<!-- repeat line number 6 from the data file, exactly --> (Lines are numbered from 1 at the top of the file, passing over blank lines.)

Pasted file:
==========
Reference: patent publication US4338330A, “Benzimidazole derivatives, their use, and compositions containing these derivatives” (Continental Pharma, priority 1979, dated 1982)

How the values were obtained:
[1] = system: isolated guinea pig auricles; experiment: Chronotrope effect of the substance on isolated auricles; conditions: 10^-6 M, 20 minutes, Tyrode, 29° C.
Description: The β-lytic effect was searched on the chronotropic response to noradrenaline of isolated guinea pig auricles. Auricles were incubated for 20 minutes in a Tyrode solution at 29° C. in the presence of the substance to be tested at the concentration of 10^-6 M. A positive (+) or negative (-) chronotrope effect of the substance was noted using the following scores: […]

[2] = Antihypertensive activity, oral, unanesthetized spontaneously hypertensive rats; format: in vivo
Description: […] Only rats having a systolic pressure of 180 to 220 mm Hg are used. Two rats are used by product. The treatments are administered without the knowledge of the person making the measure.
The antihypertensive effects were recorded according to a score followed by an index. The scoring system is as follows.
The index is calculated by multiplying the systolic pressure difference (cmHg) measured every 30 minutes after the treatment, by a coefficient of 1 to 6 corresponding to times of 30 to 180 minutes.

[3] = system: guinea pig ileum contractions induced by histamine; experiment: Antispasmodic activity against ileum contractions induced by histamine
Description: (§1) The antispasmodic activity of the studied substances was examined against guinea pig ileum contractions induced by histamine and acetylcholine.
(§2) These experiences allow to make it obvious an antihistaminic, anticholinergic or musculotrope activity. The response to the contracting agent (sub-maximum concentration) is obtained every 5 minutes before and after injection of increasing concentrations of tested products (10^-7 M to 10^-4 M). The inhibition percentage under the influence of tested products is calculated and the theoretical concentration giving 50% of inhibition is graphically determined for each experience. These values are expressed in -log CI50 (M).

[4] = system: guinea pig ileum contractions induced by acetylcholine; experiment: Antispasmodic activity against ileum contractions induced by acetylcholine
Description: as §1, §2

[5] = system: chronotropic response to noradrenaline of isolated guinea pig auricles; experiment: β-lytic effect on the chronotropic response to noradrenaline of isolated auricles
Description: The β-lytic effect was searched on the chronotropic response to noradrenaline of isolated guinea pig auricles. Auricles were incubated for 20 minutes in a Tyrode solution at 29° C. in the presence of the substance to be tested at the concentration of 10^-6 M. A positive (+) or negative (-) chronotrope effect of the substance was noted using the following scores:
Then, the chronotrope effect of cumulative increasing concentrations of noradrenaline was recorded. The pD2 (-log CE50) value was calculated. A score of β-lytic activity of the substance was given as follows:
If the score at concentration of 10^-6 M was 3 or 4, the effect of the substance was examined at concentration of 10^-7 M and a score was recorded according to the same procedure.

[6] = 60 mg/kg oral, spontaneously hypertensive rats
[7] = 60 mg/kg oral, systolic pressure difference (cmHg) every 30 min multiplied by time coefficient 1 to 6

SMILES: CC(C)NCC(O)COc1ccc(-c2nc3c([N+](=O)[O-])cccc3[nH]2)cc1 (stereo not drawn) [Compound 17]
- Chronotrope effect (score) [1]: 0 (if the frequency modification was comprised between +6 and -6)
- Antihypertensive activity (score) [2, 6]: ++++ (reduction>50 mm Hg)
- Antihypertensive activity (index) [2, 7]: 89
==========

Description: […] Only rats having a systolic pressure of 180 to 220 mm Hg are used. Two rats are used by product. The treatments are administered without the knowledge of the person making the measure.